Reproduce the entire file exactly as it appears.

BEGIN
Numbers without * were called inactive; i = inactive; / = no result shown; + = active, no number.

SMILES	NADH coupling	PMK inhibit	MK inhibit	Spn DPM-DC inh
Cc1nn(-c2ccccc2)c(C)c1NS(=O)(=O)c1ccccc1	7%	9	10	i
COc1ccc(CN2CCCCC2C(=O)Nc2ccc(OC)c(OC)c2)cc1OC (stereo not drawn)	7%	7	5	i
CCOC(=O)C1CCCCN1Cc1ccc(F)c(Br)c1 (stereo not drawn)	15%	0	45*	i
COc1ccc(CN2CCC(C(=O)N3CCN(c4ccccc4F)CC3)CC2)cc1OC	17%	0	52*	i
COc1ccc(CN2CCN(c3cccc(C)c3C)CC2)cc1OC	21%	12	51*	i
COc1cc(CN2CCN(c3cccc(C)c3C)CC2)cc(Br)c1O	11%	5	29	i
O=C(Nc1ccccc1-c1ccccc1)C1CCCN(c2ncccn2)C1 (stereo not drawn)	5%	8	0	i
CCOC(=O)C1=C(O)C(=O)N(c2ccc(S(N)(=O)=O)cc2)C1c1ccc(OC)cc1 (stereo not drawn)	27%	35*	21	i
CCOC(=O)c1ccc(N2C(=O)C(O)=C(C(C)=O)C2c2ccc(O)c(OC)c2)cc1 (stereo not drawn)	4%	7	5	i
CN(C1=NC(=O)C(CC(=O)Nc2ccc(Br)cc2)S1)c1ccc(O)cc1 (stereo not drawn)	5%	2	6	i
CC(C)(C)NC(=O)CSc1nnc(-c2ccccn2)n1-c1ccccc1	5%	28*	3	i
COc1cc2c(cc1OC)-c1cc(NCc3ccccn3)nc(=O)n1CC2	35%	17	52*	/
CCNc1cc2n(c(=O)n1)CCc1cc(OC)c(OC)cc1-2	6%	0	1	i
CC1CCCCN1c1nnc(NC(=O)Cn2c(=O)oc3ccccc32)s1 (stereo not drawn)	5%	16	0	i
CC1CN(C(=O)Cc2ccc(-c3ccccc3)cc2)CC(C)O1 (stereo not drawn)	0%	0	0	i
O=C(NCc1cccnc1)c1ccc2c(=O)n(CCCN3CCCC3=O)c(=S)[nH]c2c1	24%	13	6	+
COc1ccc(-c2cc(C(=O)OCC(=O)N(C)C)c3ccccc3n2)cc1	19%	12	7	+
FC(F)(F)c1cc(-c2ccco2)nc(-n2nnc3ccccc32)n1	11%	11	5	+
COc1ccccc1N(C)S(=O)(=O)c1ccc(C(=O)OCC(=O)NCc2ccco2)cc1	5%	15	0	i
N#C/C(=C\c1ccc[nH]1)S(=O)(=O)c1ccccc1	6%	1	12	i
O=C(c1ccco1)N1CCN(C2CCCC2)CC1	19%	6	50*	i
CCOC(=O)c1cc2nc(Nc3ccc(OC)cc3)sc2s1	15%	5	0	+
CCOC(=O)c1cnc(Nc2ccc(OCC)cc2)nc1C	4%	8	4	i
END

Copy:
Numbers without * were called inactive; i = inactive; / = no result shown; + = active, no number.

SMILES	NADH coupling	PMK inhibit	MK inhibit	Spn DPM-DC inh
Cc1nn(-c2ccccc2)c(C)c1NS(=O)(=O)c1ccccc1	7%	9	10	i
COc1ccc(CN2CCCCC2C(=O)Nc2ccc(OC)c(OC)c2)cc1OC (stereo not drawn)	7%	7	5	i
CCOC(=O)C1CCCCN1Cc1ccc(F)c(Br)c1 (stereo not drawn)	15%	0	45*	i
COc1ccc(CN2CCC(C(=O)N3CCN(c4ccccc4F)CC3)CC2)cc1OC	17%	0	52*	i
COc1ccc(CN2CCN(c3cccc(C)c3C)CC2)cc1OC	21%	12	51*	i
COc1cc(CN2CCN(c3cccc(C)c3C)CC2)cc(Br)c1O	11%	5	29	i
O=C(Nc1ccccc1-c1ccccc1)C1CCCN(c2ncccn2)C1 (stereo not drawn)	5%	8	0	i
CCOC(=O)C1=C(O)C(=O)N(c2ccc(S(N)(=O)=O)cc2)C1c1ccc(OC)cc1 (stereo not drawn)	27%	35*	21	i
CCOC(=O)c1ccc(N2C(=O)C(O)=C(C(C)=O)C2c2ccc(O)c(OC)c2)cc1 (stereo not drawn)	4%	7	5	i
CN(C1=NC(=O)C(CC(=O)Nc2ccc(Br)cc2)S1)c1ccc(O)cc1 (stereo not drawn)	5%	2	6	i
CC(C)(C)NC(=O)CSc1nnc(-c2ccccn2)n1-c1ccccc1	5%	28*	3	i
COc1cc2c(cc1OC)-c1cc(NCc3ccccn3)nc(=O)n1CC2	35%	17	52*	/
CCNc1cc2n(c(=O)n1)CCc1cc(OC)c(OC)cc1-2	6%	0	1	i
CC1CCCCN1c1nnc(NC(=O)Cn2c(=O)oc3ccccc32)s1 (stereo not drawn)	5%	16	0	i
CC1CN(C(=O)Cc2ccc(-c3ccccc3)cc2)CC(C)O1 (stereo not drawn)	0%	0	0	i
O=C(NCc1cccnc1)c1ccc2c(=O)n(CCCN3CCCC3=O)c(=S)[nH]c2c1	24%	13	6	+
COc1ccc(-c2cc(C(=O)OCC(=O)N(C)C)c3ccccc3n2)cc1	19%	12	7	+
FC(F)(F)c1cc(-c2ccco2)nc(-n2nnc3ccccc32)n1	11%	11	5	+
COc1ccccc1N(C)S(=O)(=O)c1ccc(C(=O)OCC(=O)NCc2ccco2)cc1	5%	15	0	i
N#C/C(=C\c1ccc[nH]1)S(=O)(=O)c1ccccc1	6%	1	12	i
O=C(c1ccco1)N1CCN(C2CCCC2)CC1	19%	6	50*	i
CCOC(=O)c1cc2nc(Nc3ccc(OC)cc3)sc2s1	15%	5	0	+
CCOC(=O)c1cnc(Nc2ccc(OCC)cc2)nc1C	4%	8	4	i